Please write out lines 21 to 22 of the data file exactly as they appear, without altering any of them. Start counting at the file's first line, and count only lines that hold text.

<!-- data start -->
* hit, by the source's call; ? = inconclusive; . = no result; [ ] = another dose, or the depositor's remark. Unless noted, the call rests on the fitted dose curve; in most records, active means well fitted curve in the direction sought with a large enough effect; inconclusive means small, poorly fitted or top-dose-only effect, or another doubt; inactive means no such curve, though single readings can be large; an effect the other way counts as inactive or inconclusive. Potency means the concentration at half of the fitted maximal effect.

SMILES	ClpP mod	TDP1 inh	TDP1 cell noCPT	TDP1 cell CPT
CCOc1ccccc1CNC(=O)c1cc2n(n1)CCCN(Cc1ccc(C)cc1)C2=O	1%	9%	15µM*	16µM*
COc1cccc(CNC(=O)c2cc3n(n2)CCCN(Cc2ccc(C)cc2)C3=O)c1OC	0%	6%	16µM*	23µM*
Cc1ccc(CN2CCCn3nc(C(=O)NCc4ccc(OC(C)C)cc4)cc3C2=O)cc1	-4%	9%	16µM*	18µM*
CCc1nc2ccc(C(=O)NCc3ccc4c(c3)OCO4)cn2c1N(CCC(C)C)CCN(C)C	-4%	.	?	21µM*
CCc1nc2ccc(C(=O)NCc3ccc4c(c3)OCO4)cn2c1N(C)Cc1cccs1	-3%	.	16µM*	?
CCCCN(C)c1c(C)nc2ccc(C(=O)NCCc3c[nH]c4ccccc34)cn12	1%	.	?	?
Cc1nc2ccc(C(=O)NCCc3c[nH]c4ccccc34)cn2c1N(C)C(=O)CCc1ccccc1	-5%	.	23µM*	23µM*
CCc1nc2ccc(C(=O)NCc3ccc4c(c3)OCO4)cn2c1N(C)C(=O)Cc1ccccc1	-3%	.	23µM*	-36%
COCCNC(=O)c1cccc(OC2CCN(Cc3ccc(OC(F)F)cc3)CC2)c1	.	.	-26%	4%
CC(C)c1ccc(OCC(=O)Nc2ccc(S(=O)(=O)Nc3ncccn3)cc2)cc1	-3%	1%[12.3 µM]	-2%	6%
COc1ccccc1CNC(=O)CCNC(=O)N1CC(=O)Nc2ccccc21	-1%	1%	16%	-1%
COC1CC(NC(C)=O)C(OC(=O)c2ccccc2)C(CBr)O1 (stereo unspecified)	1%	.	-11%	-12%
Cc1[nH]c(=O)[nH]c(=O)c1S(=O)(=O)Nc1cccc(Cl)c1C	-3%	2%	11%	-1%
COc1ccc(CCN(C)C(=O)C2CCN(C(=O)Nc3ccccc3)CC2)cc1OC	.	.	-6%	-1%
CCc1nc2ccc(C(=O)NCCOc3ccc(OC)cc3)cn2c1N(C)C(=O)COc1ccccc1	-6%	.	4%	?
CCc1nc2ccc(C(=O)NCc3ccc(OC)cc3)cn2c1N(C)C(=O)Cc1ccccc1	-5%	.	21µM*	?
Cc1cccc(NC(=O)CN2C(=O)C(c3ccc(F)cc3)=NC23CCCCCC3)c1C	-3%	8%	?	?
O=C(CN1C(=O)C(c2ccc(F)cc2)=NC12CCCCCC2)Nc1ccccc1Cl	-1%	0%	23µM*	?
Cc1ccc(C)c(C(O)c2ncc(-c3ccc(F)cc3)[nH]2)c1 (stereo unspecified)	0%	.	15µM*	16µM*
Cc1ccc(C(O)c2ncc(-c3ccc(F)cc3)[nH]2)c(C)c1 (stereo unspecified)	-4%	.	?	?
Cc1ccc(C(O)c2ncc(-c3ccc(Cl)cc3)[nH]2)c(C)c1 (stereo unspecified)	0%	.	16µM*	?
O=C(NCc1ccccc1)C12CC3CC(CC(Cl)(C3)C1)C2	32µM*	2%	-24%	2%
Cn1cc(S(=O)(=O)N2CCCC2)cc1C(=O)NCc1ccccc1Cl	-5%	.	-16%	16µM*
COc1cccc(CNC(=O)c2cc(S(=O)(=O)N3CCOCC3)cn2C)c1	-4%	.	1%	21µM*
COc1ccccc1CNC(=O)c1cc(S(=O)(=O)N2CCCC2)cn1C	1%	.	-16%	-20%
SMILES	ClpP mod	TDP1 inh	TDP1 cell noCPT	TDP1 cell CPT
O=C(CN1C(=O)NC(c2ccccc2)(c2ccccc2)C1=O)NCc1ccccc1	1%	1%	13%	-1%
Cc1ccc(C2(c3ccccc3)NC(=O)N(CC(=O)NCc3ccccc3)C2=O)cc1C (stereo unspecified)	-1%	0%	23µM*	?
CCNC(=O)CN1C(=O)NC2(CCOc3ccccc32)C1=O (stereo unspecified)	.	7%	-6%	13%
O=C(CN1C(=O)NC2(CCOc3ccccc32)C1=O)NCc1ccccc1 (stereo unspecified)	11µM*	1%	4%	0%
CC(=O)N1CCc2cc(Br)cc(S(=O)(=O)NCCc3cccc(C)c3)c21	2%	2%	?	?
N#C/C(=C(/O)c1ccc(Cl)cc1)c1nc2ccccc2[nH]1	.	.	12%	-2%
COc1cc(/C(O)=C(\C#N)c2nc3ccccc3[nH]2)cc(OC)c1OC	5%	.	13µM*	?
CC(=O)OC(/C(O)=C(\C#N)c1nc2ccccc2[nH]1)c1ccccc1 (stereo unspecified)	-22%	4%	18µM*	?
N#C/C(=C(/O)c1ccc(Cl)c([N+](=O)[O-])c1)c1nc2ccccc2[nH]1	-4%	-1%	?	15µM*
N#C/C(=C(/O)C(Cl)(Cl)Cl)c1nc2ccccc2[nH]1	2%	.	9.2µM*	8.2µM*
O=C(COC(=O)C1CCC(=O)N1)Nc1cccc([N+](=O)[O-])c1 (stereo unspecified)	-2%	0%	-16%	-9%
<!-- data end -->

Cc1ccc(C)c(C(O)c2ncc(-c3ccc(F)cc3)[nH]2)c1 (stereo unspecified)	0%	.	15µM*	16µM*
Cc1ccc(C(O)c2ncc(-c3ccc(F)cc3)[nH]2)c(C)c1 (stereo unspecified)	-4%	.	?	?